As dental providers, we encourage our patients daily to achieve the best health possible by offering solutions to care. Building relationships with your patients involves thinking of the long-term, and each encounter builds on that relationship. What are their goals for health five years from now? Where does the practice fit into this picture? Changing your mindset of being the boss/commander in chief to be a servant to those who work with you and those you provide care to, can be a massive shift in how you live your life and view your role.
The concept of “Servant Leadership” was introduced to the business community in the 1970s in Robert Greenleaf’s landmark work “The Servant Leader.” Many wildly successful companies have built their foundations by using this management philosophy – namely Toyota, Southwest Airlines, Nordstrom, and Walmart (to name a few).
Do you want to build a thriving dental practice? It’s time for us to be servant leaders. Think of your dental team as being with you long-term. What can you do to foster building these relationships, just as you would your patient relationships? Patients are always comforted to know there is a committed team helping them. Flip your organization structure upside down. Recognize that your patients, and not the dentist, are on top of the pyramid.
The Servant Leadership Institute https://www.servantleadershipinstitute.com/ defines servant leadership as A set of behaviors and practices that turn the traditional “power leadership” model upside down; instead of the people working to serve the leader, the leader exists to serve the people. As a result, the practice is centered on a desire to serve and emphasizes collaboration, trust, empathy, and the ethical use of power. Its primary goal is to enhance individual growth, teamwork, and overall employee involvement and satisfaction.
Servant leadership doesn’t work for all businesses or all organizations when there is a hierarchy or authoritarian style of management in place. All managers are required to understand they are there to serve assistants and hygienists, so these incredibly essential people succeed with your patients.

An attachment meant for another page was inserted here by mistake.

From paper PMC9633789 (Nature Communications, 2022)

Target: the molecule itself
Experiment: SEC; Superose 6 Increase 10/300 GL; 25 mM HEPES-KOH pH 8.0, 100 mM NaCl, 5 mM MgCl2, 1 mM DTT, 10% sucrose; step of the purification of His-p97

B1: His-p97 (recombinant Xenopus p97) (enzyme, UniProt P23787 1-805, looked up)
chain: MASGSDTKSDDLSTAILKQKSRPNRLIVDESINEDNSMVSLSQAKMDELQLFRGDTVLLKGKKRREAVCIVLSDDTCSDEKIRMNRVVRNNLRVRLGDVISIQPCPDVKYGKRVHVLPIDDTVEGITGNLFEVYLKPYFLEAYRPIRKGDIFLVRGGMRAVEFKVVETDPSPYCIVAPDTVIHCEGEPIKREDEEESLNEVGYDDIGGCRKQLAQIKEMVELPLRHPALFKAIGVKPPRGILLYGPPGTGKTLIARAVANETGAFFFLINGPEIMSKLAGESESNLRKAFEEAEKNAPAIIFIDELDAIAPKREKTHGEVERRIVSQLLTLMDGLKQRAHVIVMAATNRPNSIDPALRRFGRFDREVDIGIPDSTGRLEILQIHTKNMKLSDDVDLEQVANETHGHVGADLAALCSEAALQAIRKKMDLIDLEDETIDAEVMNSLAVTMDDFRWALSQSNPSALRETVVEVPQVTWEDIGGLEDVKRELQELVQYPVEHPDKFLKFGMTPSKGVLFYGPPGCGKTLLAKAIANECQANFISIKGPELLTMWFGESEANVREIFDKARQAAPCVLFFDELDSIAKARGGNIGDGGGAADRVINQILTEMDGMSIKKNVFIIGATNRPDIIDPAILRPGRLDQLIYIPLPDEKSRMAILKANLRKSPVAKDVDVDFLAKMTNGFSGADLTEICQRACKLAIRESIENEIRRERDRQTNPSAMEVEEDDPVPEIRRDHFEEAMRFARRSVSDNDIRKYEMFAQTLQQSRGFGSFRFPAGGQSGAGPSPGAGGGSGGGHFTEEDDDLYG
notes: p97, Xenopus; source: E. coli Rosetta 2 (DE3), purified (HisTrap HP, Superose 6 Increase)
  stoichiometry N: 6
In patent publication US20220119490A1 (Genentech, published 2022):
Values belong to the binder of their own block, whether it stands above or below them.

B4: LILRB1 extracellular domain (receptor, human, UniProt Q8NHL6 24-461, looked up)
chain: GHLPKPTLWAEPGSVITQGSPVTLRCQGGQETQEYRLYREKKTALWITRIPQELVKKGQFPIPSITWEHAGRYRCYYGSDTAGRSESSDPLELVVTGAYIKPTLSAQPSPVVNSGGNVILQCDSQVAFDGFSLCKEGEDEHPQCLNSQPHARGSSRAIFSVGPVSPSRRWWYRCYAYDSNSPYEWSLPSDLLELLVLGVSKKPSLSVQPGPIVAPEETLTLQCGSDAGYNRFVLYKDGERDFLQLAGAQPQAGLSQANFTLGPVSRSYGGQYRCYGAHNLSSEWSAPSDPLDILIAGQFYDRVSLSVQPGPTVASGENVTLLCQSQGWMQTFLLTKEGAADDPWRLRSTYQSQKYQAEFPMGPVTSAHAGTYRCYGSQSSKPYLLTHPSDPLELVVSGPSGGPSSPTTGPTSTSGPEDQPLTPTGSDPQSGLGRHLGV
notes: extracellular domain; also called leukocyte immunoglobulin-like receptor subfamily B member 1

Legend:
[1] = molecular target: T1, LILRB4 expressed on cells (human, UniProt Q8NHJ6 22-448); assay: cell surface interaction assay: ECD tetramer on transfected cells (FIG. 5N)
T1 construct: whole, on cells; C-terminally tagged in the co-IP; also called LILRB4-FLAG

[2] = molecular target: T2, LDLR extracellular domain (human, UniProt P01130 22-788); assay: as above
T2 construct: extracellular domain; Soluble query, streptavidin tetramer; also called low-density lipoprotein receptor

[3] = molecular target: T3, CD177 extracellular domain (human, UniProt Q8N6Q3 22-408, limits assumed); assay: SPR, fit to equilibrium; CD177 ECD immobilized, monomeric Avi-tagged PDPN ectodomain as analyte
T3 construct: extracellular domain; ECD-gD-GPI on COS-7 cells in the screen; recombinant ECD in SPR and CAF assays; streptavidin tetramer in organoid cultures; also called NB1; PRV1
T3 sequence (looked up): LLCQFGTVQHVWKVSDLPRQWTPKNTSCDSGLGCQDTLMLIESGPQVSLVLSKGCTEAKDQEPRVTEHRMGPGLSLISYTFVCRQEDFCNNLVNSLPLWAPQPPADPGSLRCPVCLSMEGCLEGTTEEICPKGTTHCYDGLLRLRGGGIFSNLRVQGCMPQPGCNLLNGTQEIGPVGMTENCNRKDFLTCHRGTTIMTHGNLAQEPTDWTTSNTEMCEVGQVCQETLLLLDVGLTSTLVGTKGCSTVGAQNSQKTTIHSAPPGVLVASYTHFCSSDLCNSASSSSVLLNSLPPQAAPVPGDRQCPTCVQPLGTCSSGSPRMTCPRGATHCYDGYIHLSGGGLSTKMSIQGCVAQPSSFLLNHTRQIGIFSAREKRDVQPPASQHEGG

Before introducing servant leadership, define your values first. After setting your values, think of those that can be improved or enhanced and then live by your values.
The nine values of a servant leader are:
- Values diverse opinions (respect others viewpoint)
- Cultivates a culture of trust (build on the positive)
- Develops other leaders (lets go of ego for the good of all)
- Helps people with life issues (engages in active listening)
- Encourages people (show trust in their abilities)
- Sells instead of tells (persuades not commands)
- Thinks you, not me (focus on needs of others)
- Thinks long-term (for growth of people and business)
- Acts with humility (doesn’t help people for personal gain or to diminish others’ efforts)
A servant leader in dentistry takes the time to listen to patients AND their staff actively. For patients to agree on having dental care, there must be trust in the providers. For the team to follow their leader, they also must trust in the same way. Trust by patients AND staff is built on ethical treatment, serving, keeping your word, and being transparent in all that you do.
James Anderson, DMD was an entrepreneur before becoming a dentist. His leadership and business presentations offer dentists the essentials needed to achieve the practice and life of their dreams. His speaking programs help dentists realize their full practice potential by combining dental clinical skills with excellent business skills to create a profitable and enjoyable dental practice career.